Mini Review ARTICLE
Control of Magnetism in Dilute Magnetic Semiconductor (Ga,Mn)As Films by Surface Decoration of Molecules
- 1State Key Laboratory of Superlattices and Microstructures, Institute of Semiconductors, Chinese Academy of Sciences, Beijing, China
- 2Department of Physics, Florida State University, Tallahassee, FL, USA
The responses of magnetic moments to external stimuli such as magnetic-field, heat, light, and electric-field have been utilized to manipulate the magnetism in magnetic semiconductors, with many of the novel ideas applied even to ferromagnetic metals. Here, we review a new experimental development on the control of magnetism in (Ga,Mn)As thin films by surface decoration of organic molecules: Molecules deposited on the surface of (Ga,Mn)As thin films are shown to be capable of significantly modulating their saturation magnetization and Curie temperature. These phenomena are shown to originate from the carrier-mediated ferromagnetism in (Ga,Mn)As and the surface molecules acting as acceptors or donors depending on their highest occupied molecular orbitals, resembling the charge transfer mechanism in a pn junction in which the equilibrium state is reached on the alignment of Fermi levels.
Magnetic materials have been an integral part of modern daily lives, used extensively in applications such as magnetic hard drives and random access memories, where the spontaneous magnetization is used to store information . The basic functions of a memory element involve read and write operations; the former can be accomplished nearly non-dissipatively by exploiting the giant/tunneling magneto-resistance (GMR/TMR) effect [2–5]. However, much more energy is needed for the write operation, namely, for switching the magnetization direction of the magnetic bit . Conventionally, a magnetic field generated by an electric current is used to change the magnetization direction, inevitably leading to unwanted power dissipation in the form of the Joule heat . In addition, the non-local nature of a magnetic field also severely restricts the miniaturization of the magnetic memory devices . This problem can be circumvented by the so-called spin-torque technique, now widely employed in the non-volatile magnetic random access memory (MRAM), in which the magnetization reversal is induced by a torque carried by a spin-polarized current exerting on the magnetic moment [7–9]. However, the required critical current density is still too large to efficiently decrease the energy consumption [7–10].
Moreover, considering the stability of the magnetic information storage, the magnetic bits should be essentially immune to ambient fluctuations, which is usually realized by using hard magnets featuring large coercive fields . Hence, to decrease the writing power, one natural idea is to decrease the coercive field momentarily during writing by heat. Note that this method is different from the magnetic-field or spin-torque induced magnetization reversal, since in the latter two cases the magnetic properties can be regarded as unchanged in the process. Based on this idea, heat-assisted magnetic recording (HAMR) technology has been under rapid development in recent years, and is expected to increase the limit of magnetic recording dramatically [12, 13]. However, the high density integration of the heating assemblies remains a great challenge, which involves attaching and aligning a semiconductor diode laser to the write head and implementing near-field optics to deliver the heat at nanoscale .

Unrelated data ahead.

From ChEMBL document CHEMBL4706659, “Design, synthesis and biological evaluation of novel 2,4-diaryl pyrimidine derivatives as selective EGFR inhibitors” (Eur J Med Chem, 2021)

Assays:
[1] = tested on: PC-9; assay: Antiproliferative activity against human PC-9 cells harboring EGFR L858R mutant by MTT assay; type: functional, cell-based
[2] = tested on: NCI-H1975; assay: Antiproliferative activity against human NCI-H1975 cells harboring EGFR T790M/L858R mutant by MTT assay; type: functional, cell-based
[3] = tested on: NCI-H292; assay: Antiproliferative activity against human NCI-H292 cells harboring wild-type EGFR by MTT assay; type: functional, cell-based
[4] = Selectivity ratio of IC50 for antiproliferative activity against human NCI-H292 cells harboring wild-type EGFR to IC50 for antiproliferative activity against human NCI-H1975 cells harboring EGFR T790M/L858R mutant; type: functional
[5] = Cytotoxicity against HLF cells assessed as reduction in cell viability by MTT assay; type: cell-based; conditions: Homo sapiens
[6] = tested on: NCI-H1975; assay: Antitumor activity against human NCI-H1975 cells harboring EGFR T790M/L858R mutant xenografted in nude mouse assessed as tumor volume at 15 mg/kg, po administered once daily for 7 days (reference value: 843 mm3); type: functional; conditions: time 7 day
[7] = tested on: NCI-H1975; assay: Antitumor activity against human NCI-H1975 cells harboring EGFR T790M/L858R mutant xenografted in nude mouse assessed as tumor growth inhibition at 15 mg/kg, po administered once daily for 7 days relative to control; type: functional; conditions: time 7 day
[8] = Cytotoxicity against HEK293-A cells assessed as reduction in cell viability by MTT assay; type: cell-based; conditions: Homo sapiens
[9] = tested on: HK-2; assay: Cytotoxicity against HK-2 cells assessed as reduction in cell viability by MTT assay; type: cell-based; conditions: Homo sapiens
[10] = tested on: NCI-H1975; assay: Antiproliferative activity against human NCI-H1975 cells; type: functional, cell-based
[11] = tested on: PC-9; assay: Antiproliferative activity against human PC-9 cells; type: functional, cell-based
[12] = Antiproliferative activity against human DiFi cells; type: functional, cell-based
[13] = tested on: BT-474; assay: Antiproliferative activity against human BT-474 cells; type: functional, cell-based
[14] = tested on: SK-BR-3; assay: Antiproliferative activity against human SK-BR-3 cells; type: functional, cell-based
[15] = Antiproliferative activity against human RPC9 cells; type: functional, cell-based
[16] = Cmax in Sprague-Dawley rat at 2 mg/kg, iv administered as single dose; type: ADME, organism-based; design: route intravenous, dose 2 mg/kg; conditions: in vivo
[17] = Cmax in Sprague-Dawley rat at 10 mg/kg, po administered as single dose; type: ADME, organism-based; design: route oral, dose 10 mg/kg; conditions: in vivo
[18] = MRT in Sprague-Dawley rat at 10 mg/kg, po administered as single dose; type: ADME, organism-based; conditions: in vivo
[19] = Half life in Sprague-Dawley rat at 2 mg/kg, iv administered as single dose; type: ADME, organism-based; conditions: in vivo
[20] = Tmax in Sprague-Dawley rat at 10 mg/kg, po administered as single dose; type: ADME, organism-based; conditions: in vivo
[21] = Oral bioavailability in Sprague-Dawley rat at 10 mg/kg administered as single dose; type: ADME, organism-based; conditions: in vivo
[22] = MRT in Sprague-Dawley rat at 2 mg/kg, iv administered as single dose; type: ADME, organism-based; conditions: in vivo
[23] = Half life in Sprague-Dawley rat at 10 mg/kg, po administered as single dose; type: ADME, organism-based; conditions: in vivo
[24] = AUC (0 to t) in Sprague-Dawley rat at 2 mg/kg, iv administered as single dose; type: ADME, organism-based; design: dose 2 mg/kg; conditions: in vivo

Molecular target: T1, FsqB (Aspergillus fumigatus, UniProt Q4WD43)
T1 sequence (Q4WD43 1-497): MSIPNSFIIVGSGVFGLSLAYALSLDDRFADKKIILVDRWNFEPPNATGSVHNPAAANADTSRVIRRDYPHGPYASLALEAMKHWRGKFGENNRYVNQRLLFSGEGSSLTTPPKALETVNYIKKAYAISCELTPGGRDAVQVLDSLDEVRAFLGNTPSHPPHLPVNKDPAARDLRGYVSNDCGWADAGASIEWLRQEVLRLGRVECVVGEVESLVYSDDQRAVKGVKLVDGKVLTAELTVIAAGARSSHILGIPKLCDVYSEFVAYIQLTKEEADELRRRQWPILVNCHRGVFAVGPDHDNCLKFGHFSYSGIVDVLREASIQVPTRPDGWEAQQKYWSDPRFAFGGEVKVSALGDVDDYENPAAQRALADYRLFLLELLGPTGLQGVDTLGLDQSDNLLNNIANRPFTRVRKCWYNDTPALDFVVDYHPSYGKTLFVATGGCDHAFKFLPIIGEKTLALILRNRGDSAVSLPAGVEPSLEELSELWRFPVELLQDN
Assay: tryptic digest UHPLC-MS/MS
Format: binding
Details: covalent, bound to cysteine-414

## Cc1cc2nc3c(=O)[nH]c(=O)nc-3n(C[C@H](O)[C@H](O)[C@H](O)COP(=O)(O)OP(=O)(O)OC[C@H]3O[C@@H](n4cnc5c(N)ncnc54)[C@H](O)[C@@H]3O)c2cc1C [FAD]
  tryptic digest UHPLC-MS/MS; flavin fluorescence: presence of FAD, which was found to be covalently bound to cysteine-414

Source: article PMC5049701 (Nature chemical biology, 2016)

Along the basic idea of HAMR, an attractive alternative involves modulating the magnetic properties temporarily and reversibly, but at ambient temperature. One scheme uses electric-field which holds the advantages of controlling carrier distributions effectively and with high spatial and temporal resolution by consuming nearly negligible power. Although electric-field control of magnetism has been observed in multiferroics [14–16], it is thought very difficult, if not impossible, to realize similar modulation in a magnet. This is attributed to the fact that the electric-field and magnetization do not exhibit direct and strong correlations as in multiferroics. The discovery of carrier-mediated ferromagnetism in (III,Mn)V dilute magnetic semiconductor (DMS) presents an ideal materials system for examining electric-field control of magnetism. In fact, isothermal manipulation of magnetic properties including Curie temperature (TC) and coercive field by electric-field was soon successfully demonstrated in (In,Mn)As films . Later, electric-field assisted magnetization reversal at constant external magnetic field was also realized in (In,Mn)As films, which was made possible by the electric-field control of coercive field . Notice that it is not possible to reverse the magnetization solely by an electric-field, since an electric-field does not cause time-reversal symmetry breaking, which is required during the magnetization reversal process [19, 20]. Thus, an external perturbation such as magnetic field is needed to make one of the bistable states energetically more favorable [19, 20]. Furthermore, as a direct consequence of gate-voltage control of the magnetic anisotropy, it was found that the magnetization direction in (Ga,Mn)As films could also be changed by a gate electric-field, providing an alternative method to the electrical switching of magnetization . The main obstacle for the practical applications of III-V DMS remains the low Curie temperatures, with the record sticking at about 200 K for (Ga,Mn)As nanowires . For this reason, similar schemes were attempted on ultrathin ferromagnetic metal films at room temperature, despite persisting doubts on whether the tiny signal could be observed/exploited . After the first breakthrough on the electric-field control of coercive field in FePd and FePt thin films by using ionic liquid to generate a giant interfacial electric-field , much progress has been achieved in recent years, such as the electrical control of magnetic anisotropy, coercive field, and even TC in Fe, CoFeB, and Co thin films [25–32]. More intriguing, electrical switching of FeCo and CoFeB ultrathin films in magnetic tunnel junctions (MTJs) has also been realized, laying the groundwork for their potential applications in MRAM [33–38]. For more details about the electric-field effects on magnetism in metals, the readers can refer to several recent review papers [19, 37–39]. Besides, combining the ferroelectric and ferromagnetic materials in a heterostructure, non-volatile electric-field control of magnetism in (Ga,Mn)As has also been demonstrated . In addition to the electrical methods, it was found that the magnetism could be tuned by photo-illumination in magnetic semiconductor systems, exemplified by (In,Mn)As/GaSb heterostructures and (Cd,Mn)Te quantum wells [41, 42]. These phenomena are also related to the modulation of carrier density, but controlled by photo-excitation.